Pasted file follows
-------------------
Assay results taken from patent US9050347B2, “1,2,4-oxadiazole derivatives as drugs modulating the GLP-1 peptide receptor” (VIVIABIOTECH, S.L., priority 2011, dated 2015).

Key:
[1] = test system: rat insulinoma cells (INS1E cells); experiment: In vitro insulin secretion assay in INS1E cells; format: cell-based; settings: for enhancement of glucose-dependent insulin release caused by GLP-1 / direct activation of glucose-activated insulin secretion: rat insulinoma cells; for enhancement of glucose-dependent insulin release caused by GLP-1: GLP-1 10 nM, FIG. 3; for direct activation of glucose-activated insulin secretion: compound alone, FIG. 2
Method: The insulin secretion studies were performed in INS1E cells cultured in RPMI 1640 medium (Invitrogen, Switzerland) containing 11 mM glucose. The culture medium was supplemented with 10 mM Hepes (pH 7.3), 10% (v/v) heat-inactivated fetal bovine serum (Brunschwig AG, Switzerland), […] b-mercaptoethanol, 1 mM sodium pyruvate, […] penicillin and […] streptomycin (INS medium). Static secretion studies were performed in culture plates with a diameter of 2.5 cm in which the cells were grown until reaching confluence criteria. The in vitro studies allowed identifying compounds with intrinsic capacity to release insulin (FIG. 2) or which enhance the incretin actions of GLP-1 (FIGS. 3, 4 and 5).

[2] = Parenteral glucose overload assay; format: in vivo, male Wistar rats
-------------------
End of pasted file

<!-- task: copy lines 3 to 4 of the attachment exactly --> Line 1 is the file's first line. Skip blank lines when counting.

[1] = test system: rat insulinoma cells (INS1E cells); experiment: In vitro insulin secretion assay in INS1E cells; format: cell-based; settings: for enhancement of glucose-dependent insulin release caused by GLP-1 / direct activation of glucose-activated insulin secretion: rat insulinoma cells; for enhancement of glucose-dependent insulin release caused by GLP-1: GLP-1 10 nM, FIG. 3; for direct activation of glucose-activated insulin secretion: compound alone, FIG. 2
Method: The insulin secretion studies were performed in INS1E cells cultured in RPMI 1640 medium (Invitrogen, Switzerland) containing 11 mM glucose. The culture medium was supplemented with 10 mM Hepes (pH 7.3), 10% (v/v) heat-inactivated fetal bovine serum (Brunschwig AG, Switzerland), […] b-mercaptoethanol, 1 mM sodium pyruvate, […] penicillin and […] streptomycin (INS medium). Static secretion studies were performed in culture plates with a diameter of 2.5 cm in which the cells were grown until reaching confluence criteria. The in vitro studies allowed identifying compounds with intrinsic capacity to release insulin (FIG. 2) or which enhance the incretin actions of GLP-1 (FIGS. 3, 4 and 5).